“Art arises from loss. I wish this weren’t the case. I wish that every time I met a new woman and she rocked my world, I was inspired to write my ass off. But that is not what happens. What happens is we lie around in bed eating chocolates and screwing. Art is what happens when things don’t work out, when you’re licking your wounds. Art is, to a larger extent than people would like to think, a productive licking of the wounds.”
— Steve Almond, Candyfreak
When interviewed on her sophmore album, 21, British artist Adele told reporters that without boys, there’d be no music. No artist can deny the cathartic power of purging all that heartbreak in art. For further examples on artists proverbially losing the plot post breakup, please refert to Kanye and his Beautiful, Dark, Twisted Fantasy.
All too aware of my tendency to paint when sad or anxious, my friend, Fake’s Windy Aulia uses painting singular touch-point. When treading on dangerous territory, all he simply need ask is, “Do you really want to paint something new. Do you really want to go there” to help me reframe. And yet, to say that creating—especially for my fashion designer friend—is a kind of emotional purge is nothing short of an understatement. Like writing, it’s a harrowing process. Fraught with doubt, insecurity, periods of white noise.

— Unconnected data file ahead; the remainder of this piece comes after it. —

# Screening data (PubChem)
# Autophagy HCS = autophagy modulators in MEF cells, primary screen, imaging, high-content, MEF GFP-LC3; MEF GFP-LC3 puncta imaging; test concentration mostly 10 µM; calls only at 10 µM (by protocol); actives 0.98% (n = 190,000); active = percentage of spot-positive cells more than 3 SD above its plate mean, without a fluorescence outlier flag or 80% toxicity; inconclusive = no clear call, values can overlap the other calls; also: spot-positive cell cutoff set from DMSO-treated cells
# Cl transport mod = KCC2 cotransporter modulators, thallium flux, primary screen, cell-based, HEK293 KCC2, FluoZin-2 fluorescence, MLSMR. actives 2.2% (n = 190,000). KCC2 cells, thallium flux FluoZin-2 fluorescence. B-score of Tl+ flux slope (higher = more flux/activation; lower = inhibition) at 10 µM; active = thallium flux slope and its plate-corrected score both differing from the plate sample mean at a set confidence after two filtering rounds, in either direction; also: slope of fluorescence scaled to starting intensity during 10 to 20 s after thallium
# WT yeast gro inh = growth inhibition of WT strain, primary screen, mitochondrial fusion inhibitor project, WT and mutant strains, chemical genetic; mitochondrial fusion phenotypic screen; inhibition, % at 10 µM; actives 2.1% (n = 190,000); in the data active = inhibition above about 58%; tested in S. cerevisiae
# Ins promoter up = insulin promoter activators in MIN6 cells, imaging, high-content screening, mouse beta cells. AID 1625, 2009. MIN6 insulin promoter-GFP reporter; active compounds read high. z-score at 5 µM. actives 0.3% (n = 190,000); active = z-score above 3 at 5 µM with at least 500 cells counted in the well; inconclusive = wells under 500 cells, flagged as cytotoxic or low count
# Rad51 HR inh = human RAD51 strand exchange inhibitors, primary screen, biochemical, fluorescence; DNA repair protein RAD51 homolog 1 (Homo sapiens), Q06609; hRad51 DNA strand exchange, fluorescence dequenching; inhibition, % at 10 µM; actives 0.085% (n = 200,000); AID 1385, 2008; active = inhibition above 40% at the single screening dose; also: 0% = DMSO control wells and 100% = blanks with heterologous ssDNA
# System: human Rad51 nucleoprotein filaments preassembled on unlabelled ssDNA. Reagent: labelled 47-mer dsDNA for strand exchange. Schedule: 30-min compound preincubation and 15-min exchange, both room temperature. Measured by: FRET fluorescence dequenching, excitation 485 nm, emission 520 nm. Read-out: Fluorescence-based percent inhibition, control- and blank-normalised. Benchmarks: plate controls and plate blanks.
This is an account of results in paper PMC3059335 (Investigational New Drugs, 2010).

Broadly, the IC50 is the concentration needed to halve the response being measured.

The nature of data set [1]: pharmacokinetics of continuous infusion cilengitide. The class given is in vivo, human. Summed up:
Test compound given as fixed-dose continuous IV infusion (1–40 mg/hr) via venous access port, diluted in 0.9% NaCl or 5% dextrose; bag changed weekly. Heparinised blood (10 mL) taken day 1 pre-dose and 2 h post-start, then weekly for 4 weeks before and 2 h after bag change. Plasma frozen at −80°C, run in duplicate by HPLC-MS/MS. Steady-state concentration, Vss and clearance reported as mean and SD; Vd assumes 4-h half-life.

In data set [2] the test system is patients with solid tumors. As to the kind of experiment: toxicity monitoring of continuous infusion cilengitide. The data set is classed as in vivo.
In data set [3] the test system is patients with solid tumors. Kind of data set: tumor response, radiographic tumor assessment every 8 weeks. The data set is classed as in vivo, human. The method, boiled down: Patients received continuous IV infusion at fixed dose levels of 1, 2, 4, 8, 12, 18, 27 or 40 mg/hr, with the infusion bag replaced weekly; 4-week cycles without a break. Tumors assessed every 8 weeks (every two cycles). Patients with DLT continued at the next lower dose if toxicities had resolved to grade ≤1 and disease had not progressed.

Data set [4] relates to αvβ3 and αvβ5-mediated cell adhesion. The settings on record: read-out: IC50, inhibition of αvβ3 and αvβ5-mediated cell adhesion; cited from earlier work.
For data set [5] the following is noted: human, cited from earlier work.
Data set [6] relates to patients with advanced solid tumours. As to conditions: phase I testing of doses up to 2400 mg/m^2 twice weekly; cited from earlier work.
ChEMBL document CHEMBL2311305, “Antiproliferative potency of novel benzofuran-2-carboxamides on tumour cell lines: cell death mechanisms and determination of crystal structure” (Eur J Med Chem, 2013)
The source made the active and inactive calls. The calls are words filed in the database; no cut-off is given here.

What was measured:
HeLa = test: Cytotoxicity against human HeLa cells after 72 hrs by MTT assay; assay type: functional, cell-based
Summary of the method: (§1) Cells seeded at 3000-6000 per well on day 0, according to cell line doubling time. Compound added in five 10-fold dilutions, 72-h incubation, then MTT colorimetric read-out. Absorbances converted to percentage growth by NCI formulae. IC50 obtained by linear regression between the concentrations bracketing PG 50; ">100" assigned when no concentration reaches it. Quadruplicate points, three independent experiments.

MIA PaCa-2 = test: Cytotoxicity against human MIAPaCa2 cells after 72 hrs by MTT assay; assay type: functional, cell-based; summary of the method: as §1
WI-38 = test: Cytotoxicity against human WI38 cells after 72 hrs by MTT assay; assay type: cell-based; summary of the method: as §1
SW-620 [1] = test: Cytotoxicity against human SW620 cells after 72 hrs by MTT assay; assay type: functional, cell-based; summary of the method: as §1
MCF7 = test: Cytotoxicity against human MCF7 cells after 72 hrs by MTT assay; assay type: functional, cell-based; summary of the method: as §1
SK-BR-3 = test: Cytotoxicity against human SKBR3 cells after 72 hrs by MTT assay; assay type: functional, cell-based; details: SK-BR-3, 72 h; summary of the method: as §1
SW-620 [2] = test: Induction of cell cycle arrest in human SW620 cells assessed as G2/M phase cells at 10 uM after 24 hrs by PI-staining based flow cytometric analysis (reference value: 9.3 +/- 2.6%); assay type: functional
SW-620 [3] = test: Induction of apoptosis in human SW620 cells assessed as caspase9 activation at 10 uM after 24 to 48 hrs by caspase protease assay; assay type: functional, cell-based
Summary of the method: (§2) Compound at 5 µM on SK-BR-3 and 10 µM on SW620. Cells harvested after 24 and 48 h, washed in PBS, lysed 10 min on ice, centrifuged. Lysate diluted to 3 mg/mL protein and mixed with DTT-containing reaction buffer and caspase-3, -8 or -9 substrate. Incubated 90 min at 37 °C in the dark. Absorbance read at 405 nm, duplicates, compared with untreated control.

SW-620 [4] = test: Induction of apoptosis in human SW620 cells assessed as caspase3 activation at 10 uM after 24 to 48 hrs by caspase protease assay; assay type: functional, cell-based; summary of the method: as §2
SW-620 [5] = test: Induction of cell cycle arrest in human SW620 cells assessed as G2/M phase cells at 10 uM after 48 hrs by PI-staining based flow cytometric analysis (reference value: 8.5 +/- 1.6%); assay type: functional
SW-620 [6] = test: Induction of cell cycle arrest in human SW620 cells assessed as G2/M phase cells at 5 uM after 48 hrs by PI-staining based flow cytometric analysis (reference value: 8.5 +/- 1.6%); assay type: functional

They say art takes courage, and celebrated artist Tracey Emin embodies this. Her work captured below is raw, aggressive and not always necessarily pretty. But it is, ultimately, a celebration of her. Below lies the beating heart of Tracey Emin. These careful confessions are wonderful in all their neon glory.